Don't get hitched in a hurry

Roger Trapp looks at a firm that spots dangerous corporate liaisons
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A short while ago a British electronics company was planning to acquire an American rival in order to gain access to its superior technology. In the end it pulled out because although the other company's equipment was acknowledged to be superior to its own the would-be acquirer discovered that reliability was not the most important issue for its customers. They put far more emphasis on being able to call on a network of service engineers.

Similarly, an engineering group's takeover of a smaller competitor was abandoned after it discovered that the target company had a far better reputation than it enjoyed and would probably suffer from association with the predator.

The supplier of both pieces of information was Kaiser Associates, a small American management consultancy that has carved out a niche in the fields of benchmarking and competitive analysis. It has lately moved into "due diligence" at the request of clients who are finding that acquisitions still have an unacceptably high failure rate, despite increasing focus on the financial and strategic aspects.

As a result of its researches, increasing numbers of companies are either calling off deals or are negotiating a lower price.

Due diligence has, of course, been around for ages. But, as Rupert Barnard, vice-president in the London office, points out, it has tended to concentrate on the financial side of deals. What he and his colleagues offer is a more inclusive approach, which aims to find out as much information as possible about not just the target of an acquisition but also the acquirer and the markets in which they operate.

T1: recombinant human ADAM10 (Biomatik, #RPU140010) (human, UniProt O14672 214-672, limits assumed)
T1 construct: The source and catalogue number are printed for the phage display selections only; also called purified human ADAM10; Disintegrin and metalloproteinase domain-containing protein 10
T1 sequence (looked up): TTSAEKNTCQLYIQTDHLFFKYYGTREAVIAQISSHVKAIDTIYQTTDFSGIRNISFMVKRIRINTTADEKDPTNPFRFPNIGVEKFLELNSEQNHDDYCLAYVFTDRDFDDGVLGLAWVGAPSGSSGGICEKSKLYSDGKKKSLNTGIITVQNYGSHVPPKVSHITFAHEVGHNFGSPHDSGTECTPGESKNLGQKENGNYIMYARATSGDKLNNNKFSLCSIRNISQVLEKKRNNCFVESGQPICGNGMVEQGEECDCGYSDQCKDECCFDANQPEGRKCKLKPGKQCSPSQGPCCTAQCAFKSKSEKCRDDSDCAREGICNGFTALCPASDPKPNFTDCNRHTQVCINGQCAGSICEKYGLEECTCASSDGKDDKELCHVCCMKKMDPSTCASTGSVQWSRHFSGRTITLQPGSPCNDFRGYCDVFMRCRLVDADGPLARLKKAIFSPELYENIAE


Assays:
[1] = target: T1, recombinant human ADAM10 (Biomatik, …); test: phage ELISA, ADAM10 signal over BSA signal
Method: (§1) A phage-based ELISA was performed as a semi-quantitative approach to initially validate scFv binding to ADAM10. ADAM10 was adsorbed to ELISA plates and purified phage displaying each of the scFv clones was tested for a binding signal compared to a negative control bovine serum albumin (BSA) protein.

"You can't just take a target's word for it," explains Mr Barnard. "You've got to talk to customers." Nor does it end there. Kaiser people typically interview suppliers and anybody else who might have an interest in the market in order to check out the management's story. It was in this way that they discovered that one company's claim that it had a "partnering" relationship with a supplier was false; it had a conventional arrangement that could be terminated at little notice and therefore made the firm less attractive.

To Mr Barnard and John Spear, his colleague, behind most of these problems are human resources issues that companies continue to be unwilling to face. "It's the people thing. It comes up again, again and again," says Mr Barnard. For instance, a "people thing" was responsible for the bad image of the engineering company that was set upon buying a smaller rival. It can also be seen to be behind poor service and weak relationships with suppliers and customers.

One of the things that Kaiser research can identify is which individuals in a management team are seen as crucial to success and which are deemed to be a weakness. The problem is particularly acute when acquisitions cross borders. There can be great resistance to the culture or strategy of the acquiring company and simple things, such as sending the wrong person out to manage the operation, can have a hugely detrimental effect.

But, above all Kaiser's particular approach is about reducing the risks by finding out as much as possible about a deal beforehand. About a tenth of the information comes from the public domain, while the rest is gathered from interviews.